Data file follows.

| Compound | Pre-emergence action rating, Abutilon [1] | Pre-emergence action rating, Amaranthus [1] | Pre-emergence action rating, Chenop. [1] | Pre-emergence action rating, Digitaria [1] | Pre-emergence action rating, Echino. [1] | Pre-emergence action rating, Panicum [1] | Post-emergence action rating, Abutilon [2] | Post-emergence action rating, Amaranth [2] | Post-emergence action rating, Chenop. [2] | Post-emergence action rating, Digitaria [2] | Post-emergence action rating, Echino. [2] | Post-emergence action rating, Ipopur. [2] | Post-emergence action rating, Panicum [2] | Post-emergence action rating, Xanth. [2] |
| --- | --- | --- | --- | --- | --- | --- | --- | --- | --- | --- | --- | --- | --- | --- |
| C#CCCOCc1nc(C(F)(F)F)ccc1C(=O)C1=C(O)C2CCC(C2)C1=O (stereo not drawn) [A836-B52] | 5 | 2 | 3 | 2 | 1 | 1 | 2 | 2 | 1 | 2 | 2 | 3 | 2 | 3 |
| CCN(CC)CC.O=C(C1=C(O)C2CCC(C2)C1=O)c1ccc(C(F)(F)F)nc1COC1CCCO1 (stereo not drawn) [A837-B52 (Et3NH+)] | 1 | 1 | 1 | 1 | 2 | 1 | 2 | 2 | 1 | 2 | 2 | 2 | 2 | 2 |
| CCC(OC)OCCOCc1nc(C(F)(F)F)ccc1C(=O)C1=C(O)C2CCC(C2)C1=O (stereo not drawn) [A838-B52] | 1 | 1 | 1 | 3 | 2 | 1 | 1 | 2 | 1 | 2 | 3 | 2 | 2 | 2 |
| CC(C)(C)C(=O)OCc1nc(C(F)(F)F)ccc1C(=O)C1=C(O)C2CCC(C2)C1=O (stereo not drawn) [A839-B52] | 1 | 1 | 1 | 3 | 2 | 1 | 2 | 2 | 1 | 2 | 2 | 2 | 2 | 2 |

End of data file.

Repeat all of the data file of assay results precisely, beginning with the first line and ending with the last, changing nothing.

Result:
| Compound | Pre-emergence action rating, Abutilon [1] | Pre-emergence action rating, Amaranthus [1] | Pre-emergence action rating, Chenop. [1] | Pre-emergence action rating, Digitaria [1] | Pre-emergence action rating, Echino. [1] | Pre-emergence action rating, Panicum [1] | Post-emergence action rating, Abutilon [2] | Post-emergence action rating, Amaranth [2] | Post-emergence action rating, Chenop. [2] | Post-emergence action rating, Digitaria [2] | Post-emergence action rating, Echino. [2] | Post-emergence action rating, Ipopur. [2] | Post-emergence action rating, Panicum [2] | Post-emergence action rating, Xanth. [2] |
| --- | --- | --- | --- | --- | --- | --- | --- | --- | --- | --- | --- | --- | --- | --- |
| C#CCCOCc1nc(C(F)(F)F)ccc1C(=O)C1=C(O)C2CCC(C2)C1=O (stereo not drawn) [A836-B52] | 5 | 2 | 3 | 2 | 1 | 1 | 2 | 2 | 1 | 2 | 2 | 3 | 2 | 3 |
| CCN(CC)CC.O=C(C1=C(O)C2CCC(C2)C1=O)c1ccc(C(F)(F)F)nc1COC1CCCO1 (stereo not drawn) [A837-B52 (Et3NH+)] | 1 | 1 | 1 | 1 | 2 | 1 | 2 | 2 | 1 | 2 | 2 | 2 | 2 | 2 |
| CCC(OC)OCCOCc1nc(C(F)(F)F)ccc1C(=O)C1=C(O)C2CCC(C2)C1=O (stereo not drawn) [A838-B52] | 1 | 1 | 1 | 3 | 2 | 1 | 1 | 2 | 1 | 2 | 3 | 2 | 2 | 2 |
| CC(C)(C)C(=O)OCc1nc(C(F)(F)F)ccc1C(=O)C1=C(O)C2CCC(C2)C1=O (stereo not drawn) [A839-B52] | 1 | 1 | 1 | 3 | 2 | 1 | 2 | 2 | 1 | 2 | 2 | 2 | 2 | 2 |